29/07/2003 - 22:00

Joe Poprzeczny - The cost of communicating

29/07/2003 - 22:00


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POLITICIANS call it informing constituents. Journalists generally dub it, junk mail. Most voters refer to it as propaganda.

POLITICIANS call it informing constituents. Journalists generally dub it, junk mail. Most voters refer to it as propaganda.

However you describe the mounting quantities of printed matter being dispatched from Federal MPs’ offices to letterboxes Australia-wide, the latest jump in MPs’ printing allowance to $150,000 annually for that ‘bumph’ its certainly generous.

According to one estimate, Federal MPs’ average annual outlay for political ‘bumph’ a decade ago was about $5000, so less than a million dollars annually by the entire Federal parliamentary contingent, or about $2.25 million over the life of a parliament.

But, during the past dozen or so years, letterbox ‘bumph’ has mushroomed to incredible heights. And the trend is upwards.

Last month, Federal MPs were notified by Special Minister of State Senator Eric Abetz that someone called the “Administrator-in-Council” had “signed the Parliamentary Entitlements Amendment Regulations 2003”.

MPs are to now receive $150,000 annually, a jump of $25,000 each, or a cool $3.75 million annually added to public spending.

As a result, the 150-strong Federal MP contingent will now annually receive up to $22.5 million, or $67.5 million over the life of a parliament, to print that ‘bumph’.

But there’s a further twist.

The Abetz circular said the Administrator-in-Council had introduced a “mechanism to allow for the carrying-forward of up to 45 per cent of the entitlement from one year to the next”.

So MPs can now add to the $150,000 outlayed in their third or election year up to $67,000 from the preceding year’s allocation, meaning a campaign propaganda war chest of $217,000 to combat challengers.

That’s a handy piggy bank for an incumbent’s campaign, with each one receiving up to $450,000 for dispatching political ‘bumph’ to voters over three years.

And let’s not forget that that $217,000, which can be earmarked for the crucial third campaign year, follows outlays of $150,000 in year one and 55 per cent of that figure, or $83,000, in the second year.

That’s a handy advantage over challengers.

Although State Scene had difficulty finding the origin of this so-called “entitlement”, one informant claimed it was from 1984, when Hawke Labor Government Minister, the late Mick Young, revamped the Electoral Act.

And amounts have been growing ever since. But there’s much more.

Australia’s political parties are already handsomely publicly funded on a per-vote-cast basis.

The latest determination set the amount per vote cast at $1.90 and this will be nearly $2 per vote cast by the forthcoming Federal election, since it’s indexed six monthly.

A huge $38.6 million was paid to all parties after the last Federal election.

Because some parties wanted one cheque at central offices one cannot give a State breakdown of the $38.6 million.

Labor received $14.9 million nationally, while the Democrats obtained $2.4 million nationally.

WA’s Liberal Party received $1.6 million; WA’s Greens  $223,129; and WA’s One Nation $247,578.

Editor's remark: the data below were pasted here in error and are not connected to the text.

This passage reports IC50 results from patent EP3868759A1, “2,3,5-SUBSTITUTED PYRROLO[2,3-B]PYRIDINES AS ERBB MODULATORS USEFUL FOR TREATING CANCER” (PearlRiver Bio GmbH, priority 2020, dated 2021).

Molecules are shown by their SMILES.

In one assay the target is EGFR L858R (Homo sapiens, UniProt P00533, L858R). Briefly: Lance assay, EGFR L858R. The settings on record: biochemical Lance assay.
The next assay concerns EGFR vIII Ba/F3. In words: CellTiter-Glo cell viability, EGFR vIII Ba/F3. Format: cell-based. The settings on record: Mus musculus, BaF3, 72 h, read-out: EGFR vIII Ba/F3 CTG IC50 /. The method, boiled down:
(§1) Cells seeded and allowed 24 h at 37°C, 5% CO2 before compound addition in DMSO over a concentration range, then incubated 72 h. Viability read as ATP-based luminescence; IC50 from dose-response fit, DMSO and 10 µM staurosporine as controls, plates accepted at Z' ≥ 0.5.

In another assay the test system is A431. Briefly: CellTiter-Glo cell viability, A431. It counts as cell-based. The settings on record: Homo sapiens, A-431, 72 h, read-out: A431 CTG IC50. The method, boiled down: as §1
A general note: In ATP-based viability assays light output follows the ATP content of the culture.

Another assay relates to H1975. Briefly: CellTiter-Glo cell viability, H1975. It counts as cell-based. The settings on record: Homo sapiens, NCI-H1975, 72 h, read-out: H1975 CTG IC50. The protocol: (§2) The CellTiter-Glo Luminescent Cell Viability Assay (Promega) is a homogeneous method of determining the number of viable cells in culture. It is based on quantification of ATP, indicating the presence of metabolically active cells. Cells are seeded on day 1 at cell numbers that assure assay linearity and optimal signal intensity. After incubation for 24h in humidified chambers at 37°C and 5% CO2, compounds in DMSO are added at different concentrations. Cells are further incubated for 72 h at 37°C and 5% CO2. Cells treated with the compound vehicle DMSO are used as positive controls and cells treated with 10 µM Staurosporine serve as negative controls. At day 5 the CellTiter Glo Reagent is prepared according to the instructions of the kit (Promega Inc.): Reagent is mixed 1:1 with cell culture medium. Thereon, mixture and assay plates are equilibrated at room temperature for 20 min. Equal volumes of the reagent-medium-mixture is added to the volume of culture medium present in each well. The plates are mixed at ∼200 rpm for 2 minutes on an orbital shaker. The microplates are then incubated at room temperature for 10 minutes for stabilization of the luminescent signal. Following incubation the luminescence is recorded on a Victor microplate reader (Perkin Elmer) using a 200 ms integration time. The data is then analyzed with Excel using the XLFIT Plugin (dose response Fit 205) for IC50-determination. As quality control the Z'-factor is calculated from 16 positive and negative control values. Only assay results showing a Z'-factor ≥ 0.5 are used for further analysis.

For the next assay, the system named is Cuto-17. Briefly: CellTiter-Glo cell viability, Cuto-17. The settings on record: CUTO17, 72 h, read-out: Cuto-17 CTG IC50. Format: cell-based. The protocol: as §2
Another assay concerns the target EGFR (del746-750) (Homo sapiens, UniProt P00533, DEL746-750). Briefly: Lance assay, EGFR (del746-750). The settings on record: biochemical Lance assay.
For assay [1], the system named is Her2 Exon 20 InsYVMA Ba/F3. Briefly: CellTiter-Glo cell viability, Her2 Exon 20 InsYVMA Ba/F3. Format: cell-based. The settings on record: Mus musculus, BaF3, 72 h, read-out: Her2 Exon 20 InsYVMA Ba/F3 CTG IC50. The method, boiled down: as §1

When one adds the $67.5 million that Federal MPs will receive for printing ‘bumph’ to the $50 million or so parties are likely to receive for votes at the coming election, one gains an appreciation of how dependent political parties have become on taxpayers, rather than their dwindling memberships.

But this forthcoming $117.5 million only scratches the surface of actual taxpayer funding of parties.

Another item in the Abetz circular said the latest “entitlement” changes included: “A mechanism for providing additional mobile telephones for personal staff of non-Government parties and Independents and additional personal computers in electoral offices”.

In November 2000 WA Independent MLC Mark Nevill told State Scene: “Facilities in offices of Federal MPs were extensively used in both State and Federal elections.

“Stationary, printing leaflets, folding machines, laser printers, postage and air charter were used.

“This provides a massive advantage to the parties of incumbent members.

“Politicians were always asking for the activities of others to be transparent – but avoid even rudimentary scrutiny of their own party activities.”

Coincidently, Mr Nevill’s last point was followed up in a question by NSW Independent MHR Peter Andren to then Special Minister of State John Fahey on August 6 2001.

“What assurances can Mr Fahey give that Senators and Members entitlements to staff facilities and allowances as provided for by determinations of the Remuneration Tribunal, the Parliamentary Entitlements Act and the MPs’ Staff Act will not be used for party-political business at the next [2001] federal election and the campaign headquarters of any political party?” Mr Andren asked.

Mr Fahey replied: “The request for an assurance that equipment and personnel will not be used for party-political purposes is like asking the Minister to give other MPs an assurance that Mr Andren, will not use his existing facilities for his one personal political purposes.

“It is not, nor should it be, for the Minister to produce such assurances.

“Otherwise the Minister would need to be fully advised of everything that goes on in the office of Mr Andren and the offices of his colleagues.”

To State Scene this sounds very much like an admission that strict accounting and scrutiny are absent, meaning electoral services can become additional taxpayer-funded party campaign facilities, as Mr Nevill alleged.


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